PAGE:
• That's the argumentation of an extremist. Fact is: the low rates have altered the capital flows on a global basis *extremely* -- in a relative manner. Everything is relative. You are arguing like these guys who are always wondering how large debts are when written as 8,000,000,000,000 $, although it is only a bit more than 50% of, for example, the US GDP.
    17 Oct 2011, 02:35 PM Reply Like
  • "The bottom 10-15% live below poverty. This means they can't afford to eat. I don't understand what rationale you use to opine that they should pay taxes."

     

    First.. "they can't afford to eat" is unsupported by the fact that no one dies of malnutrition in the US.

     

    Next. I don't believe I suggested that the poor SHOULD pay taxes, only I stated that if the poor pay taxes, they pay state and local taxes, which are imposed by local elected officials upon them. The poor should have more control over the state and local taxes by virtue of their ability to influence local elections much more than national elections (which don't impact their taxes anyway since they don't pay Federal taxes.) Conclusion: If you want to lower the burden on the poor, it must be done at the local level.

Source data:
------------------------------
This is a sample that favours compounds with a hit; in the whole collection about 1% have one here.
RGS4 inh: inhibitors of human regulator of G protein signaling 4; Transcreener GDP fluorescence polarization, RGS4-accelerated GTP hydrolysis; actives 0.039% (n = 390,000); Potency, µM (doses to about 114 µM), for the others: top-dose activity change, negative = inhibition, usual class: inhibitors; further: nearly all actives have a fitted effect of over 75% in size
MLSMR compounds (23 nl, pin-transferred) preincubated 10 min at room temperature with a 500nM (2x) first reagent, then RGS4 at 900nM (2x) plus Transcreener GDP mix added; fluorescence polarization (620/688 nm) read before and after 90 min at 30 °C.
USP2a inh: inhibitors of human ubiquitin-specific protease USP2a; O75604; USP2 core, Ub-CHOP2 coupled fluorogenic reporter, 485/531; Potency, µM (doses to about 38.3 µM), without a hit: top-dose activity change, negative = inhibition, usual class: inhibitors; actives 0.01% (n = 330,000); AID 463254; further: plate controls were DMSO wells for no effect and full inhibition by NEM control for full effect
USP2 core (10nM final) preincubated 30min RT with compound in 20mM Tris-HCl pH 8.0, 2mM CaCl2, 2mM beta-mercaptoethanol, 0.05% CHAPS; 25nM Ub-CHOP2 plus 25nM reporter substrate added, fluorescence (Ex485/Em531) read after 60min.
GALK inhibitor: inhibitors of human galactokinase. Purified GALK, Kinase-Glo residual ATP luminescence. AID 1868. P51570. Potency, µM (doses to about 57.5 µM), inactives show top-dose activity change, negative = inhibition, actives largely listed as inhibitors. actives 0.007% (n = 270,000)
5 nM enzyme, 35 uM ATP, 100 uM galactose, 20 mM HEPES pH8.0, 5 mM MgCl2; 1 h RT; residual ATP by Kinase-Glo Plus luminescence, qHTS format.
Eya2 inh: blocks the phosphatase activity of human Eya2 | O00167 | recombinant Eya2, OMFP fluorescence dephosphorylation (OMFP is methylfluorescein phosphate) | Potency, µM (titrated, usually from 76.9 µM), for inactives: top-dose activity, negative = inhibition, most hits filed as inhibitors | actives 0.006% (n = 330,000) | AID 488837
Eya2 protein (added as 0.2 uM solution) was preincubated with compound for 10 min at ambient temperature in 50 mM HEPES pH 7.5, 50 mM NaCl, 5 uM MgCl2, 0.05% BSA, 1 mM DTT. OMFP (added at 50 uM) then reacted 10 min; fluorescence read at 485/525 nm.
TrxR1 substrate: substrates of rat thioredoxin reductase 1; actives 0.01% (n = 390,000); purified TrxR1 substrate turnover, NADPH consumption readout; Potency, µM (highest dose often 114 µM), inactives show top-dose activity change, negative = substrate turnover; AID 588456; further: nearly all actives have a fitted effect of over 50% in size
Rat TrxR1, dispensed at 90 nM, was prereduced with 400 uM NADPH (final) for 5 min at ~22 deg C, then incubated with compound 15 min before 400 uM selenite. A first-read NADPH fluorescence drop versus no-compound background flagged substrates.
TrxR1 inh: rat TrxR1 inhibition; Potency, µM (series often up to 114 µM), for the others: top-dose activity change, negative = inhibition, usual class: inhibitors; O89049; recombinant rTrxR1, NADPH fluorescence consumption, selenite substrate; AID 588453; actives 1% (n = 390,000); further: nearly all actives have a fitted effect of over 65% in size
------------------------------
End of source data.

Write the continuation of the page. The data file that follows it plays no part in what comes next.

You would'nt be aware of this, but several years ago, we had a $1.6 billion budget surplus in the state where I live. Our governor worked to disburse most of that to the local teachers and schools. In so doing he raised the ongoing cost of paying teachers and administrators. I advocated in writing that that money could have been used to provide free college education to more than 100,000 students.... Unfortunately, there is a direct correlation between education and income. Poverty is associated with poor education. The reasons for the poor education are many....but if you want to change a life, then education is critical.
    14 Sep 2011, 10:38 AM Reply Like
  • A lot of bad info here Mark. I'll take a minute, here is the first link of a google search on malnutrition in the US:

     

    www.worldlifeexpectanc.../

     

    The poor have -less- control over taxes. This is clearly influenced by education and evidenced by low voting rates among lower income folk. In fact, the correlation between wealth and power and influence in the US is higher than its ever been. I guarantee it, I spend time in City Hall advocating for my own interests (which are primarily real estate related as it is my primary business)

     

    Also, your arguments are all 'us against them' rich versus poor. I don't advocate for the poor. And I don't advocate for the rich. I advocate for the middle class, the productive, consuming, producing folk. No one really gives a crap about the middle class anymore cause it's dying. When it's gone, America as you and I knew it will also be gone.
    15 Sep 2011, 02:08 PM Reply Like
  • "Poverty is associated with poor education."

     

    Poverty is assosiated with behavior
    15 Sep 2011, 02:53 PM Reply Like